NBAS ’11: Trashland A Go-Go by Constance Ann Fitzgerald

What do you get when you mix Alice in Wonderland with an incredibly strange acid trip at a nudie bar, followed by a late night screening of every weirdo b-grade cult movie you’ve ever seen? You get the phenomenal first effort of Constance Ann Fitzgerald, Trashland A Go-Go… and a huge case of envy.

From Amazon:

Coco takes off her clothes for a living, until some nasty little bitch kills her while she’s dancing. Thrown in the dumpster by her sleazebag boss, Coco awakens in a land of trash. With her new friend, Rudy (a dying fly), and her knight in garbage armor, the undead dancer tries to find her way home. But first she must escape from the evil Queen of this trashscape: a jealous and insane Ruler of Refuse who has an intense fear of flies. With hints of The Matrix and The Whiz, this heady trip will satisfy your cravings for twisted fairy tales, rotting garbage, and charming weirdos.

When I mentioned above that this book will cause envy, I gotta say it’s true. It will. You’ll wish you were the one who came up with this idea, and you’ll wish you could outshine it with your own work. But you didn’t, and you can’t. What Fitzgerald has achieved here is damned near perfect. If it weren’t for a few scenes laden with faces and/or meat-houses, I’m sure this would be a hit with everyone and their little (deranged) brother, even outside of the genre.

But, as it is what it is, I’m keeping it close to my heart and away from all of the people out there who might not appreciate this novel as much as they should. They’re fools, I tells ya!

Now, the whole Alice in Wonderland idea has been done to death in both YA fiction, and in some genre fare as well. It’s a fairly used vehicle to explain how a character might move from  their current reality to a strange world filled with weird creatures and a backward social caste, or even a dystopian universe replete with people who walk on their hands, and fish that trip the light fandango. But Fitzgerald has taken that idea and spun a web so wonderful, it’s hard to come up with a single story to compare it to fairly.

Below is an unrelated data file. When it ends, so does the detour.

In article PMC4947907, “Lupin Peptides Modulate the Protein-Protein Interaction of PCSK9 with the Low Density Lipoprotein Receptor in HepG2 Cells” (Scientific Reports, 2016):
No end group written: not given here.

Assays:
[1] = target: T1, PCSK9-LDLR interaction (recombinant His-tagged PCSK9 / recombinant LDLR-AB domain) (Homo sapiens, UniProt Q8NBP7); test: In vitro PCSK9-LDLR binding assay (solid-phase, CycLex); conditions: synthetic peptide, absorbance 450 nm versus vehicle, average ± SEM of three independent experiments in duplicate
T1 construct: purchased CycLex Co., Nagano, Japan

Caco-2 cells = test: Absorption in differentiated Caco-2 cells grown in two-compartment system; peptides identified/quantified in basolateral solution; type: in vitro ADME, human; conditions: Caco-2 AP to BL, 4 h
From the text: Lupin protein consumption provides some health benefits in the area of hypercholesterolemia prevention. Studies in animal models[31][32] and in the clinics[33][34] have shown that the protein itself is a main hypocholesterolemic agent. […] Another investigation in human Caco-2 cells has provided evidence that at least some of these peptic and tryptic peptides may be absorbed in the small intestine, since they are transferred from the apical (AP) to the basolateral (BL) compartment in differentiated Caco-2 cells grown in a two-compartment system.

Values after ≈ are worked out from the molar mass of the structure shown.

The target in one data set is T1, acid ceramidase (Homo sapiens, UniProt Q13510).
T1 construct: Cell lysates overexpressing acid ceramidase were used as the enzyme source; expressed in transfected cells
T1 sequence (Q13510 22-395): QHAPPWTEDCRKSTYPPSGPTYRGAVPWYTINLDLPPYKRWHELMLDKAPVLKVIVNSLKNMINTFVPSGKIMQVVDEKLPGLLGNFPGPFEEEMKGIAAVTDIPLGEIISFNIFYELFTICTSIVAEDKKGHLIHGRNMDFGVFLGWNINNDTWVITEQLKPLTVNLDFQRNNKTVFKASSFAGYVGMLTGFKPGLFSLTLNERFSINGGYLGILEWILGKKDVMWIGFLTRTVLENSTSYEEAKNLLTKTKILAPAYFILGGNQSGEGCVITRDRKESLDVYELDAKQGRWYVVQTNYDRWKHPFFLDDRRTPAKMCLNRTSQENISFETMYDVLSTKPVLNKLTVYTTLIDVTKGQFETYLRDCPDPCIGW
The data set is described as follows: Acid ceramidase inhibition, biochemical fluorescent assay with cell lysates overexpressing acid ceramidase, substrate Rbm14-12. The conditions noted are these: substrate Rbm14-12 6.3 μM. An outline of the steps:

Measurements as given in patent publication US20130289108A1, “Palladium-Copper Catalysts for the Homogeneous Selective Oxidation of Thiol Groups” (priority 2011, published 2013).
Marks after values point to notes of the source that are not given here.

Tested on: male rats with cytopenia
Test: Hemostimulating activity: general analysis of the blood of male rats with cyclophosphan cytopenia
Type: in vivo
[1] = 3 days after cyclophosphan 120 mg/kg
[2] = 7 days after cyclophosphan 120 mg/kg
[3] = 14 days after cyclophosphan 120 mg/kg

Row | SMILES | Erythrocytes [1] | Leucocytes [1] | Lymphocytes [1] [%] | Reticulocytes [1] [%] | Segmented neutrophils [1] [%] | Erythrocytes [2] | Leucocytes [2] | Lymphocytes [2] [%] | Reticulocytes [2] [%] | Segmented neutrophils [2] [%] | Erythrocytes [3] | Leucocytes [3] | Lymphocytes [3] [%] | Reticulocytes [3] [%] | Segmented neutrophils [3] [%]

Trashland a Go Go‘s main character, Coco, isn’t your usual high-heel wearing stripper. No, she’s a heroine in disguise, and a full out woman in the prime of her life. Sure she gags and pukes at the though of being trapped in a room fashioned completely out of soiled diapers, but who wouldn’t? Sure she’s dead, but she still has emotions that are rational, and uses them in a normal way, even though she’s in a very weird place with talking flies and parasitically controlled knights in rubber armor. What I’m saying here is, Coco is a stellar character that, apart from her placement in a world completely unlike our own, is totally identifiable, and wholly sympathetic – even at the end when she flips the script on the whole ‘the good guys won, let freedom reign’ theme. Which is awesome, by the way.

Fitzgerald’s use of dialogue is incredible as well, making it the best part of the story and outshining even the most wonderful settings she offers up. One-liners and hilarious exchanges abound in this novel, making the read wicked fast and a blast to check out. Some of the story is absolutely cringe-worthy, though. You have been warned.

When the author sets about describing houses built entirely out of festering piles of rotting meat, you can bet you’re going to sit there and smell every nuance of it. And the aforementioned “diaper room”? Yeah. Gag-worthy. Extremely gross. But in a hilariously disgusting way. I really haven’t read anything that used such mundane yet possibly sickening things to such a degree, and she does it with flair. While others may be putting their heroines in danger of some human-borne illness or psychopathic murderer, Fitzgerald is covering hers in trash, rotting flesh, feces, and heaping loads of humiliation.

One has to applaud the author for going the distance with this story and keeping it fresh all the way through. Even when she had a chance to go for the standard stroke of the man coming to the rescue and saving the day, Fitzgerald opens up the possibility that even the best laid plans might screw up every once in a while. Add in a satisfying ending that ties everything up nicely, and you’ve got the most bizarre, but best put together fairytale story you’re going to find in and around the genre.

I honestly can’t wait to see what Fitzgerald comes up with next. Regardless, you can bet it’s going to be a goddamned blast. I’d like to see her take on body-horror or YA fiction, that’s for sure.

Unfortunately, I haven’t had a chance to talk to all of the NBAS authors, but I did get a chance to sit down with Constance last night and talk about a few things in another Dreadful Tales exclusive. You can stream the audio of that conversation below, or download for your listening pleasure.

Trashland A Go-Go is available in Paperback, and for your Kindle. Check out Constance Ann Fitzgerald online at her blog, and take a look at Eraserhead Press for more Bizarro Fiction. If you’re interested in more Bizarro than you can shake a stick at, visit the online community known as Bizarro Central. That place is awesome.